In which my first aid training is proved not entirely useless

Though I didn't really do much. At least, nothing that I wouldn't have done even if I hadn't been on the course. But thank you, work, for sending me on it anyway. The old man who fell and broke his nose and teeth this evening at the train station would thank you too, if he wasn't in hospital somewhere.

Story in brief: old man trips over something, goes flying, smashes his nose and teeth. Starts bleeding copiously. French people look on, saying helpful things like "He's broken his nose." "Oh, he's bleeding. Someone should call the ambulance." One actually helpful person went in to get the train station staff to call an ambulance, while we picked the man up and I took him inside, since there was no actual guarantee anyone was calling the man an ambulance, and there's nothing like pooling blood to focus the attention. Also, it was cold and raining, and the old man needed to sit down while he was bleeding copiously. Some nice passers-by did provide us with tissues, and the train staff did call an ambulance, then pretty much ignored us, me and this shaky old man who was incoherent and wondering what the hell happened to him. My advice to the SNCF is to provide first aid training to your staff, so you don't have to rely on random passers-by to dredge up half-remembered stuff. Ken the first aid man wouldn't be pleased with me, though, I completely forgot to check whether the poor old man was concussed or not - still, the paramedics were on the way anyway, so that's ok.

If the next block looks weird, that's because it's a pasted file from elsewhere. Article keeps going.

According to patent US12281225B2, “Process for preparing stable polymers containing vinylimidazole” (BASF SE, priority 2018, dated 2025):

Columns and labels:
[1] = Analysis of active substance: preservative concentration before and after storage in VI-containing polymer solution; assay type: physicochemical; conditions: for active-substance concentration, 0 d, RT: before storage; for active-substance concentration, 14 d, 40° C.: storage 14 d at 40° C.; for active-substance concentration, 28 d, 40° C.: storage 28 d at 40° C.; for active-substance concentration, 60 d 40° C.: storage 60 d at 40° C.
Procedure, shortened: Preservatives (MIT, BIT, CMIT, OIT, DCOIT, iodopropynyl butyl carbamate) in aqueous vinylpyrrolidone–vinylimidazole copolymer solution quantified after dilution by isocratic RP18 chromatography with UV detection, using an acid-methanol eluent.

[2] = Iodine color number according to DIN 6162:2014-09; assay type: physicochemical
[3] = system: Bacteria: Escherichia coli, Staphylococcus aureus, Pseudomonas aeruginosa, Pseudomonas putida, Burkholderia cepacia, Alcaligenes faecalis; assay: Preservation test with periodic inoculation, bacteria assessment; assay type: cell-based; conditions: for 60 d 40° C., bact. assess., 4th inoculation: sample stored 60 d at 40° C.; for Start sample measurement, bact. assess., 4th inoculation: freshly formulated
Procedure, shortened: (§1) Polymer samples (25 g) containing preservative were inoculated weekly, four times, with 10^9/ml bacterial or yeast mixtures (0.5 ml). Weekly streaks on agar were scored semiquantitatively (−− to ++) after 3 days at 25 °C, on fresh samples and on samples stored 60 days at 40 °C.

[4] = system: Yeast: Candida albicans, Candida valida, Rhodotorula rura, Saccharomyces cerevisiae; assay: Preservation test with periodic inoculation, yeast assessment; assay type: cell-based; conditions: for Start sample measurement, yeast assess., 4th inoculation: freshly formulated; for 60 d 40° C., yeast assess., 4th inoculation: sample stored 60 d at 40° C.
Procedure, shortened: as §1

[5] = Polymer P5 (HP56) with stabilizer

My most difficult task was to get this poor man to focus on keeping his head tilted forward so the blood didn't choke him and try to apply pressure to his nose to stop the bleeding a bit; he kept making feeble attempts to mop up his blood, rather than concentrating on leaning forward and letting someone else deal with the blood later on. (Turns out said someone was me, rather than anyone actually paid to do it. At least one of the train station staff said thanks...) And he kept trying to do things that would probably useful under other circumstances, like closing his briefcase, but at this point were a bit of a waste of effort (I closed it for him, since it was obviously bothering him...)

Poor man, I hope he's ok - he doesn't have any family round here and he didn't remember his kids' phone numbers. And he was clearly in shock and shaking by the time the ambulance arrived. I hope the shaking was just from shock or a stress reaction, rather than anything more serious. And I had to go home with blood on my hands, causing fellow bus passengers to look at me a bit oddly when they noticed.

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